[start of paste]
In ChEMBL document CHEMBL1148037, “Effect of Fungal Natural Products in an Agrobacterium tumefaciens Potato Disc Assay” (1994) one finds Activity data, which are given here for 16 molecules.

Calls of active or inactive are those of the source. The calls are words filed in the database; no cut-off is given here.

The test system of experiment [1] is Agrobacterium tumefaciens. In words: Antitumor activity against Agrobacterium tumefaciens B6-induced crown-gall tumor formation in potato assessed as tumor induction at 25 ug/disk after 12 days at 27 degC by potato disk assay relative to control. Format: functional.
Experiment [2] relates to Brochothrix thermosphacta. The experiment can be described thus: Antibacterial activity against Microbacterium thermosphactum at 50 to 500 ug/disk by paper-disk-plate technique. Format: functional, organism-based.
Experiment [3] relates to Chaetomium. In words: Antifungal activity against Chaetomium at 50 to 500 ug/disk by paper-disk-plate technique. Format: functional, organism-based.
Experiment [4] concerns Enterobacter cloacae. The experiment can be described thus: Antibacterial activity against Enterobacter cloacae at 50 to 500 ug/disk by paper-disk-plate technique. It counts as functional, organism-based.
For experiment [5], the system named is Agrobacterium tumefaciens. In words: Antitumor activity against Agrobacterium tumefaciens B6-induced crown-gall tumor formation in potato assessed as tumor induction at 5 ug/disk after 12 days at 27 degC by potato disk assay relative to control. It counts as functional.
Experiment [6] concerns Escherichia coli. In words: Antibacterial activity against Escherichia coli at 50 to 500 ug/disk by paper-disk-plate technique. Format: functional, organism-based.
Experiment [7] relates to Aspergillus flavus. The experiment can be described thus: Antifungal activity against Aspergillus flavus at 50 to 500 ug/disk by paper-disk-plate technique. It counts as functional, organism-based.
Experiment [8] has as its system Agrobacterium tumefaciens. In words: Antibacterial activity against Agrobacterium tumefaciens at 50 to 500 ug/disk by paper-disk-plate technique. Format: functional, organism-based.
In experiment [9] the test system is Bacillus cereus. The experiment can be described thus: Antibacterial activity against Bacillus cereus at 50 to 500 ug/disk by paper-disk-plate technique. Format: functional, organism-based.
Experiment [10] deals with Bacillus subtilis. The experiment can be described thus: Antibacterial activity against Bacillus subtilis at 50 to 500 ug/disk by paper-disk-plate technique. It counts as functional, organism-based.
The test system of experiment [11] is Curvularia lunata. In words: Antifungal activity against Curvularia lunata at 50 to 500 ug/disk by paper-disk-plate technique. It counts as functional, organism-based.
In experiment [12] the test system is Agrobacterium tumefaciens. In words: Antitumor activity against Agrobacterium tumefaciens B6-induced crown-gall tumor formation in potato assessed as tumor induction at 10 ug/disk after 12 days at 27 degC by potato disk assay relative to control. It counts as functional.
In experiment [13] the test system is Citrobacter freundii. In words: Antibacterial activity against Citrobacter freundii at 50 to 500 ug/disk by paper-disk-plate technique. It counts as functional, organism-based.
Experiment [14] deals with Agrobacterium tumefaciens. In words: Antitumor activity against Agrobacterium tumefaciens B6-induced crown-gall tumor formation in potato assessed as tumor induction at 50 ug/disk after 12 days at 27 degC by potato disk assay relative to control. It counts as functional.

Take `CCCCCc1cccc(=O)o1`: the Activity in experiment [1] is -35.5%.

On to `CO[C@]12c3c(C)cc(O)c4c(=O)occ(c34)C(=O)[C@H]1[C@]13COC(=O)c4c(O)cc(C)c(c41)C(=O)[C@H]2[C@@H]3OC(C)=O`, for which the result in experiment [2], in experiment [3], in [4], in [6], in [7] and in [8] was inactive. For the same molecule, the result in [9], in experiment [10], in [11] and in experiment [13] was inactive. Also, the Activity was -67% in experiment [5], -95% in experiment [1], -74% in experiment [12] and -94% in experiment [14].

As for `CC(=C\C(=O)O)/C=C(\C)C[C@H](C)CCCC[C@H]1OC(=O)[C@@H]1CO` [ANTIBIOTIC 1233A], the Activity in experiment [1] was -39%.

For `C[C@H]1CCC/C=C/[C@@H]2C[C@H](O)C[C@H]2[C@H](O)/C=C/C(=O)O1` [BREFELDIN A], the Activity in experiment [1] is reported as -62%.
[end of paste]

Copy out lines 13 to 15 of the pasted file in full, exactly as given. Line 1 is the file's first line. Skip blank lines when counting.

The test system of experiment [11] is Curvularia lunata. In words: Antifungal activity against Curvularia lunata at 50 to 500 ug/disk by paper-disk-plate technique. It counts as functional, organism-based.
In experiment [12] the test system is Agrobacterium tumefaciens. In words: Antitumor activity against Agrobacterium tumefaciens B6-induced crown-gall tumor formation in potato assessed as tumor induction at 10 ug/disk after 12 days at 27 degC by potato disk assay relative to control. It counts as functional.
In experiment [13] the test system is Citrobacter freundii. In words: Antibacterial activity against Citrobacter freundii at 50 to 500 ug/disk by paper-disk-plate technique. It counts as functional, organism-based.